Why the K+12 Basic Education Program Won’t Work

THE K+12 Basic Education Program that the Department of Education plans to introduce in SY 2011-2012 is seen to produce graduates who are more skilled and better prepared for the world of work, entrepreneurship, or higher studies.

unemployment and underemployement

Let us focus on their preparedness for work. The discussion paper published on the DepEd website mentioned that the government will coordinate with the business sector as regards their hiring policies.

The government wants the business sector to look at K+12 graduates as skilled workers and not as mere high school graduates. Also, by the time the students finish the K+12 curriculum they are already 18 years old and could be legally hired. Thus, K+12 graduates have better chances at working as regular employees.

On the other hand, due to the oversupply of unemployable graduates, finishing the K+12 curriculum is still not an assurance that most of the graduates would land jobs.

A great number of college graduates today end up in call centers and shopping malls, working in jobs they did not go to college for.

Even if these graduates went through four years in college, they still could not find a suitable job in the country. How much more when K+12 graduates would start competing with them in getting these jobs?

Another thing, since college would be seen only as on option, I bet there would be fewer graduates who would attempt to earn a college degree since they can already start working after senior high. So, in the long run, we would have have fewer professionals and plenty of skilled workers.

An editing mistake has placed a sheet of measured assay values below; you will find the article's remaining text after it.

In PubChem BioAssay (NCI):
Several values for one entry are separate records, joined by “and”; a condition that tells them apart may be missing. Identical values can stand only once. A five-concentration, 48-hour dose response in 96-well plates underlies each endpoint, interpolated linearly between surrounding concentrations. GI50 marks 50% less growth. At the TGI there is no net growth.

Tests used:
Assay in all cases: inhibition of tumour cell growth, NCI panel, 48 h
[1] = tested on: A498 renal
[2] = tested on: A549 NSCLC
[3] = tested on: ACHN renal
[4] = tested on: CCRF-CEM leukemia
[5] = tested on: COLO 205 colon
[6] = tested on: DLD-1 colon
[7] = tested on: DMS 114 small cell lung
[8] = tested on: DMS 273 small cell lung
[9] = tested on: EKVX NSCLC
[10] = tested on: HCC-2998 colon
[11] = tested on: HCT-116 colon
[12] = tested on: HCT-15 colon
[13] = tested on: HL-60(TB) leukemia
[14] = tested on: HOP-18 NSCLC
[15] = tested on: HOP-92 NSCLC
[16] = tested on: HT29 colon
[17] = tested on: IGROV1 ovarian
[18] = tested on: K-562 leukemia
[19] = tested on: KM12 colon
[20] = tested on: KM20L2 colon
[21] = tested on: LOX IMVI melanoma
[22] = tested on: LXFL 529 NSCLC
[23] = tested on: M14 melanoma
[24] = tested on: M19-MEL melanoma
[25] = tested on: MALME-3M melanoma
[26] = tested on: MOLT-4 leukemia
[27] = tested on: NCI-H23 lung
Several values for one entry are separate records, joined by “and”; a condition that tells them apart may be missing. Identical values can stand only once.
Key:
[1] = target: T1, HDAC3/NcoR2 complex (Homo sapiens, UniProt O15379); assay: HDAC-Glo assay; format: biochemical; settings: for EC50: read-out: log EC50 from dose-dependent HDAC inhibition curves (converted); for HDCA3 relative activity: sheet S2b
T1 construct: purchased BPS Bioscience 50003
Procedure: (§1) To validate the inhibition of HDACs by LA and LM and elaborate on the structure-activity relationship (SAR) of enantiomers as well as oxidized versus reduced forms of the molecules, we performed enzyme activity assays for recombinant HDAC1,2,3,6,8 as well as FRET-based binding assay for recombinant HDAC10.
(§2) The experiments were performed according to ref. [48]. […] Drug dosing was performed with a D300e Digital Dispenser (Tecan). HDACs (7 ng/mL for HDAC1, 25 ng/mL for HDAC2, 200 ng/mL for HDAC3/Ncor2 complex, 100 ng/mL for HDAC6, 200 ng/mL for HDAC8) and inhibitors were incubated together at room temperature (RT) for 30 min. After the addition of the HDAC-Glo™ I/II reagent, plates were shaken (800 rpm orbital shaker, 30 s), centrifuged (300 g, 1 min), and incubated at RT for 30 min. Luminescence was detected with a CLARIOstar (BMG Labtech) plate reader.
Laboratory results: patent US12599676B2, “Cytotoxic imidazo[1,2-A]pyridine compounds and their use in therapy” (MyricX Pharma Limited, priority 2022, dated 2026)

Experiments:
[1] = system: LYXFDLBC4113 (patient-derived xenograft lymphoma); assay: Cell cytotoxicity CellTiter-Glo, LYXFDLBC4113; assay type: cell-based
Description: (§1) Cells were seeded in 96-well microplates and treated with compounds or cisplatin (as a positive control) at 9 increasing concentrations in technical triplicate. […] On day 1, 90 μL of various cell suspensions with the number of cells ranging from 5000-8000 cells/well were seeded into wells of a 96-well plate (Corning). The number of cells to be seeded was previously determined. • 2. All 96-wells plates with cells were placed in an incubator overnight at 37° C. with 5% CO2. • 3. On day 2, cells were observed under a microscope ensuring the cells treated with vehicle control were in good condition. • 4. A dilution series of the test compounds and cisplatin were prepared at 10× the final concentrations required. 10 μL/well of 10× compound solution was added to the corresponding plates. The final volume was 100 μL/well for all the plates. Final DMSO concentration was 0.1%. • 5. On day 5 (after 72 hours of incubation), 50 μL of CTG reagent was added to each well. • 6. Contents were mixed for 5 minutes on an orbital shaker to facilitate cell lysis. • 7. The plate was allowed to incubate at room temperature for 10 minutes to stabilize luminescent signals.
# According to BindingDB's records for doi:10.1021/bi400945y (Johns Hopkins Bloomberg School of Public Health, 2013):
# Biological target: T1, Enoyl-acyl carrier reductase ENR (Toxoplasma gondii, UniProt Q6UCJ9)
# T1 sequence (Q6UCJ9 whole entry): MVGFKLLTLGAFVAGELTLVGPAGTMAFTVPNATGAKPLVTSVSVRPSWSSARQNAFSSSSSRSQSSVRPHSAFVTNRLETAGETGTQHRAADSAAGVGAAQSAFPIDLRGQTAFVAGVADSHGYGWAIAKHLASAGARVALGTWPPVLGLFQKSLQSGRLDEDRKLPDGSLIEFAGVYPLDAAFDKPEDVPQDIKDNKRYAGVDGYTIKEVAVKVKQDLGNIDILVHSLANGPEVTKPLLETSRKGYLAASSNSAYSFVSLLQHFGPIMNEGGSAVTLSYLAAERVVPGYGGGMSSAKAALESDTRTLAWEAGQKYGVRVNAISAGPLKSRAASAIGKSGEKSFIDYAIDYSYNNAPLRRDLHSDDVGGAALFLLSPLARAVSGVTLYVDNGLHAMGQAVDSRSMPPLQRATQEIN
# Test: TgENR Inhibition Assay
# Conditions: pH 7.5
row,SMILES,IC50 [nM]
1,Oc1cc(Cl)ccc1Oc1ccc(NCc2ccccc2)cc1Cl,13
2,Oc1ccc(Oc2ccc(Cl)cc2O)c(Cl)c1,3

A neighbor who now works as a laborer in a nearby lumberyard told me once that he did not pursue basic education because he could not take being in school for six years. He said he preferred to start working early.

Although his perspective must be influenced largely by the situation of his family, we could not deny the fact that many of our young people today think like him. Adding two more years in what seems to them an eternity of schooling would further dampen their interest in school. I am imagining –not hoping, though — of high dropout rates.

Filipinos, in addition, are also not very receptive to change. Many of us would choose what is nakasanayan na (the norm), over better alternatives. It would then take a lot of information campaign and a great deal of adjustment before the K+12 plan would be acceptable to them.

*Photo from here

Ariel Lalisan

Ariel Lalisan

Ariel Lalisan is a physics teacher at Alabel National Science High School. He is an advocate of constructivism approach in education. He employs active learning and independent learning in his lessons, and, of course, a lot of technology integration. His goal is to produce students who can solve problems on their own using the concepts they learn in the classroom. Ariel Lalisan is a Google Certified Innovator (Google Teachers Academy Southeast Asia 2014) and a community leader at Google Educator Group Sarangani. He is a co-founder of SoCCSKSarGen and he won the Globe Media Excellence Blogger of the Year Award in 2015.

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